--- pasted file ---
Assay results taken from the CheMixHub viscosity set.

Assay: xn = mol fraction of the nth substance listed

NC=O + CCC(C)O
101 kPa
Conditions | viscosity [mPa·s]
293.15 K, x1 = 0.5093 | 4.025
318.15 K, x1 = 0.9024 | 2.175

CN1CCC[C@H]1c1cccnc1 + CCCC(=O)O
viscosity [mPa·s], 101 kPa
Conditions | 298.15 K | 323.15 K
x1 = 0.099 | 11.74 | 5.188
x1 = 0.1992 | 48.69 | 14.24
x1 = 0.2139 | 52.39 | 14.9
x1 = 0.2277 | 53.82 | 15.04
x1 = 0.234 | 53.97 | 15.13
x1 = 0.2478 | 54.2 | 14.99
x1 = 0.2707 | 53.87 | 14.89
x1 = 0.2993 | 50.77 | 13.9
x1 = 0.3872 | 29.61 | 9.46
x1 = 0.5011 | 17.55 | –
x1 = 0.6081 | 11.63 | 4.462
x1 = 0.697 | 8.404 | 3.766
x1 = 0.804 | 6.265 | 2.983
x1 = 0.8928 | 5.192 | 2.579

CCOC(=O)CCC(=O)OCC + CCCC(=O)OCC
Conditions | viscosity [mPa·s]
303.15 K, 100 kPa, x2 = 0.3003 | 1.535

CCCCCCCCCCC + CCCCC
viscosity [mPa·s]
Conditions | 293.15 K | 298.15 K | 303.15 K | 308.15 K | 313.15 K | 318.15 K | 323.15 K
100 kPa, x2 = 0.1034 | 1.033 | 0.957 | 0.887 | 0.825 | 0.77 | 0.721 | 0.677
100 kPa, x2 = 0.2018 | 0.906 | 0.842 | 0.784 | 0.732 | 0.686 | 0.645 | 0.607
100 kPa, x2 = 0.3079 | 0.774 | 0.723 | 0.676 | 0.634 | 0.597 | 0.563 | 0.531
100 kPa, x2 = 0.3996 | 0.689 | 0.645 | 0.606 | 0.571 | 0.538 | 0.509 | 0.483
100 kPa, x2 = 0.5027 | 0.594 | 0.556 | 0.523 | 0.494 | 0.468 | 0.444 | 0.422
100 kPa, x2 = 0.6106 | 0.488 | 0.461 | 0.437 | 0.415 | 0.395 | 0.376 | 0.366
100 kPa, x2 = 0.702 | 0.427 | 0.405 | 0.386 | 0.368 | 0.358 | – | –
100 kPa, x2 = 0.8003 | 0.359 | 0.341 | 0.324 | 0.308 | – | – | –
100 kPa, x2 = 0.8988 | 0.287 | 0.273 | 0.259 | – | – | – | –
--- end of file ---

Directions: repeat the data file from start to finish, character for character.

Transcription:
Assay results taken from the CheMixHub viscosity set.

Assay: xn = mol fraction of the nth substance listed

NC=O + CCC(C)O
101 kPa
Conditions | viscosity [mPa·s]
293.15 K, x1 = 0.5093 | 4.025
318.15 K, x1 = 0.9024 | 2.175

CN1CCC[C@H]1c1cccnc1 + CCCC(=O)O
viscosity [mPa·s], 101 kPa
Conditions | 298.15 K | 323.15 K
x1 = 0.099 | 11.74 | 5.188
x1 = 0.1992 | 48.69 | 14.24
x1 = 0.2139 | 52.39 | 14.9
x1 = 0.2277 | 53.82 | 15.04
x1 = 0.234 | 53.97 | 15.13
x1 = 0.2478 | 54.2 | 14.99
x1 = 0.2707 | 53.87 | 14.89
x1 = 0.2993 | 50.77 | 13.9
x1 = 0.3872 | 29.61 | 9.46
x1 = 0.5011 | 17.55 | –
x1 = 0.6081 | 11.63 | 4.462
x1 = 0.697 | 8.404 | 3.766
x1 = 0.804 | 6.265 | 2.983
x1 = 0.8928 | 5.192 | 2.579

CCOC(=O)CCC(=O)OCC + CCCC(=O)OCC
Conditions | viscosity [mPa·s]
303.15 K, 100 kPa, x2 = 0.3003 | 1.535

CCCCCCCCCCC + CCCCC
viscosity [mPa·s]
Conditions | 293.15 K | 298.15 K | 303.15 K | 308.15 K | 313.15 K | 318.15 K | 323.15 K
100 kPa, x2 = 0.1034 | 1.033 | 0.957 | 0.887 | 0.825 | 0.77 | 0.721 | 0.677
100 kPa, x2 = 0.2018 | 0.906 | 0.842 | 0.784 | 0.732 | 0.686 | 0.645 | 0.607
100 kPa, x2 = 0.3079 | 0.774 | 0.723 | 0.676 | 0.634 | 0.597 | 0.563 | 0.531
100 kPa, x2 = 0.3996 | 0.689 | 0.645 | 0.606 | 0.571 | 0.538 | 0.509 | 0.483
100 kPa, x2 = 0.5027 | 0.594 | 0.556 | 0.523 | 0.494 | 0.468 | 0.444 | 0.422
100 kPa, x2 = 0.6106 | 0.488 | 0.461 | 0.437 | 0.415 | 0.395 | 0.376 | 0.366
100 kPa, x2 = 0.702 | 0.427 | 0.405 | 0.386 | 0.368 | 0.358 | – | –
100 kPa, x2 = 0.8003 | 0.359 | 0.341 | 0.324 | 0.308 | – | – | –
100 kPa, x2 = 0.8988 | 0.287 | 0.273 | 0.259 | – | – | – | –